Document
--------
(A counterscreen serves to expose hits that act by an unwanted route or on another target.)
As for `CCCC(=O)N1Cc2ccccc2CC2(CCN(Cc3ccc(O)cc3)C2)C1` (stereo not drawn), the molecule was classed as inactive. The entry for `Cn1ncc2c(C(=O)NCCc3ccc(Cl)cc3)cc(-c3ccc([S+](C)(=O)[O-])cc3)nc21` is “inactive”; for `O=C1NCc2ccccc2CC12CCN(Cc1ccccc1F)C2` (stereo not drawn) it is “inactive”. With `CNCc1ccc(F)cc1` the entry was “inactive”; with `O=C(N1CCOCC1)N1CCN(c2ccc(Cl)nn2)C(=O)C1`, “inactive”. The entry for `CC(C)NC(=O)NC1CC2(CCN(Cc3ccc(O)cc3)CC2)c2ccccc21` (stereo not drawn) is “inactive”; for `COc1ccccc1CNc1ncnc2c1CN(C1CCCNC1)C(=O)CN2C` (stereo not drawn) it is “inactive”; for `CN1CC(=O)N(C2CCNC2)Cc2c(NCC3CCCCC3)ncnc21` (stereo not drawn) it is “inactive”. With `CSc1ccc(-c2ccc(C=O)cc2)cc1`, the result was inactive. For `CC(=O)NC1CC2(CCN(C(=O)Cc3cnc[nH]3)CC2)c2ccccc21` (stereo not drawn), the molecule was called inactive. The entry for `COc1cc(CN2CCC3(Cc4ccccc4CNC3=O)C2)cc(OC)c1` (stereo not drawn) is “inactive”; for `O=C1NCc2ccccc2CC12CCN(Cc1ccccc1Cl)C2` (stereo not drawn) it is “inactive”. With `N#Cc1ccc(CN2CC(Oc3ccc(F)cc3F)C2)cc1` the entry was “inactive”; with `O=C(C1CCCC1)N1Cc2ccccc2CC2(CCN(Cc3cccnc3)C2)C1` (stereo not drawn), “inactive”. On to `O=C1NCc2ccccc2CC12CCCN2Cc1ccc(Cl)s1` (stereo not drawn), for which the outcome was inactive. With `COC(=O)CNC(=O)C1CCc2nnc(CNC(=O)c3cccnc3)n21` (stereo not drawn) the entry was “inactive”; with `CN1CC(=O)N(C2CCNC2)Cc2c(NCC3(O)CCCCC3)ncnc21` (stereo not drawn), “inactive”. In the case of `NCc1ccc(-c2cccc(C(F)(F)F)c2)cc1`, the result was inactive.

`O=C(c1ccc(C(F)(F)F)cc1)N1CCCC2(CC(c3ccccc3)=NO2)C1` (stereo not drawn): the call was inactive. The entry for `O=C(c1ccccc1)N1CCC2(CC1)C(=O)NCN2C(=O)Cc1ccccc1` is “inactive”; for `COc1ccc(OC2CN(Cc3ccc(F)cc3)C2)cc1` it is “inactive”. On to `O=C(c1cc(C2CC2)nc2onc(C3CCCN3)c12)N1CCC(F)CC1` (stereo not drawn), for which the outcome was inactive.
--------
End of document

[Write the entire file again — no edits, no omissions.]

(A counterscreen serves to expose hits that act by an unwanted route or on another target.)
As for `CCCC(=O)N1Cc2ccccc2CC2(CCN(Cc3ccc(O)cc3)C2)C1` (stereo not drawn), the molecule was classed as inactive. The entry for `Cn1ncc2c(C(=O)NCCc3ccc(Cl)cc3)cc(-c3ccc([S+](C)(=O)[O-])cc3)nc21` is “inactive”; for `O=C1NCc2ccccc2CC12CCN(Cc1ccccc1F)C2` (stereo not drawn) it is “inactive”. With `CNCc1ccc(F)cc1` the entry was “inactive”; with `O=C(N1CCOCC1)N1CCN(c2ccc(Cl)nn2)C(=O)C1`, “inactive”. The entry for `CC(C)NC(=O)NC1CC2(CCN(Cc3ccc(O)cc3)CC2)c2ccccc21` (stereo not drawn) is “inactive”; for `COc1ccccc1CNc1ncnc2c1CN(C1CCCNC1)C(=O)CN2C` (stereo not drawn) it is “inactive”; for `CN1CC(=O)N(C2CCNC2)Cc2c(NCC3CCCCC3)ncnc21` (stereo not drawn) it is “inactive”. With `CSc1ccc(-c2ccc(C=O)cc2)cc1`, the result was inactive. For `CC(=O)NC1CC2(CCN(C(=O)Cc3cnc[nH]3)CC2)c2ccccc21` (stereo not drawn), the molecule was called inactive. The entry for `COc1cc(CN2CCC3(Cc4ccccc4CNC3=O)C2)cc(OC)c1` (stereo not drawn) is “inactive”; for `O=C1NCc2ccccc2CC12CCN(Cc1ccccc1Cl)C2` (stereo not drawn) it is “inactive”. With `N#Cc1ccc(CN2CC(Oc3ccc(F)cc3F)C2)cc1` the entry was “inactive”; with `O=C(C1CCCC1)N1Cc2ccccc2CC2(CCN(Cc3cccnc3)C2)C1` (stereo not drawn), “inactive”. On to `O=C1NCc2ccccc2CC12CCCN2Cc1ccc(Cl)s1` (stereo not drawn), for which the outcome was inactive. With `COC(=O)CNC(=O)C1CCc2nnc(CNC(=O)c3cccnc3)n21` (stereo not drawn) the entry was “inactive”; with `CN1CC(=O)N(C2CCNC2)Cc2c(NCC3(O)CCCCC3)ncnc21` (stereo not drawn), “inactive”. In the case of `NCc1ccc(-c2cccc(C(F)(F)F)c2)cc1`, the result was inactive.

`O=C(c1ccc(C(F)(F)F)cc1)N1CCCC2(CC(c3ccccc3)=NO2)C1` (stereo not drawn): the call was inactive. The entry for `O=C(c1ccccc1)N1CCC2(CC1)C(=O)NCN2C(=O)Cc1ccccc1` is “inactive”; for `COc1ccc(OC2CN(Cc3ccc(F)cc3)C2)cc1` it is “inactive”. On to `O=C(c1cc(C2CC2)nc2onc(C3CCCN3)c12)N1CCC(F)CC1` (stereo not drawn), for which the outcome was inactive.